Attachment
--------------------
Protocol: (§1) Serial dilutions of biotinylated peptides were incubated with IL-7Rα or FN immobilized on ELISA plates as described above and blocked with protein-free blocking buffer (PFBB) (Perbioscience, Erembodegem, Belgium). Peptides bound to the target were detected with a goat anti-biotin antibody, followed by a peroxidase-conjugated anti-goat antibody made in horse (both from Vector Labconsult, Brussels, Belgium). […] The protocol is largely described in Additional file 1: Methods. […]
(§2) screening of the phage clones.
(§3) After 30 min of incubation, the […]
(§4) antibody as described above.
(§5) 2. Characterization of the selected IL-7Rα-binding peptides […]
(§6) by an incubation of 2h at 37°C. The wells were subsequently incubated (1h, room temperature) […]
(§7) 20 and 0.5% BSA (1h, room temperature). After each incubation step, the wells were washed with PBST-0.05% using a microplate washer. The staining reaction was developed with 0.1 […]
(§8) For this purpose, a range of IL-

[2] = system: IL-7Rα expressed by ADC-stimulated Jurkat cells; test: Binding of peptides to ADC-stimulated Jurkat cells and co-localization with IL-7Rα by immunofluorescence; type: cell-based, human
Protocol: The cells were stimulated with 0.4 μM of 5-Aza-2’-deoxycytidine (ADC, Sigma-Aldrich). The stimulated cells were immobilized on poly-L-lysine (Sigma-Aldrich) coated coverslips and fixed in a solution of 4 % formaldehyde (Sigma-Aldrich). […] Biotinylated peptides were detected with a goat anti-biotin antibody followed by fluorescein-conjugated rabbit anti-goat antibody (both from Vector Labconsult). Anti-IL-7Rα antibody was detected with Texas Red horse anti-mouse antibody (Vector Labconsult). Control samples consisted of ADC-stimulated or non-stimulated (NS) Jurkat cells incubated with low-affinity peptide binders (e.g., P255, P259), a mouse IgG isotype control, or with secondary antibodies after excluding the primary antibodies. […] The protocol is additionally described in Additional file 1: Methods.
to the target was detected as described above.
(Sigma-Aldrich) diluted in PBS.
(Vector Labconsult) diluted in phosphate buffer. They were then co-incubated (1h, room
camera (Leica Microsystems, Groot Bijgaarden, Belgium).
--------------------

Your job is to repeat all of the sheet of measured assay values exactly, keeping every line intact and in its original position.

Protocol: (§1) Serial dilutions of biotinylated peptides were incubated with IL-7Rα or FN immobilized on ELISA plates as described above and blocked with protein-free blocking buffer (PFBB) (Perbioscience, Erembodegem, Belgium). Peptides bound to the target were detected with a goat anti-biotin antibody, followed by a peroxidase-conjugated anti-goat antibody made in horse (both from Vector Labconsult, Brussels, Belgium). […] The protocol is largely described in Additional file 1: Methods. […]
(§2) screening of the phage clones.
(§3) After 30 min of incubation, the […]
(§4) antibody as described above.
(§5) 2. Characterization of the selected IL-7Rα-binding peptides […]
(§6) by an incubation of 2h at 37°C. The wells were subsequently incubated (1h, room temperature) […]
(§7) 20 and 0.5% BSA (1h, room temperature). After each incubation step, the wells were washed with PBST-0.05% using a microplate washer. The staining reaction was developed with 0.1 […]
(§8) For this purpose, a range of IL-

[2] = system: IL-7Rα expressed by ADC-stimulated Jurkat cells; test: Binding of peptides to ADC-stimulated Jurkat cells and co-localization with IL-7Rα by immunofluorescence; type: cell-based, human
Protocol: The cells were stimulated with 0.4 μM of 5-Aza-2’-deoxycytidine (ADC, Sigma-Aldrich). The stimulated cells were immobilized on poly-L-lysine (Sigma-Aldrich) coated coverslips and fixed in a solution of 4 % formaldehyde (Sigma-Aldrich). […] Biotinylated peptides were detected with a goat anti-biotin antibody followed by fluorescein-conjugated rabbit anti-goat antibody (both from Vector Labconsult). Anti-IL-7Rα antibody was detected with Texas Red horse anti-mouse antibody (Vector Labconsult). Control samples consisted of ADC-stimulated or non-stimulated (NS) Jurkat cells incubated with low-affinity peptide binders (e.g., P255, P259), a mouse IgG isotype control, or with secondary antibodies after excluding the primary antibodies. […] The protocol is additionally described in Additional file 1: Methods.
to the target was detected as described above.
(Sigma-Aldrich) diluted in PBS.
(Vector Labconsult) diluted in phosphate buffer. They were then co-incubated (1h, room
camera (Leica Microsystems, Groot Bijgaarden, Belgium).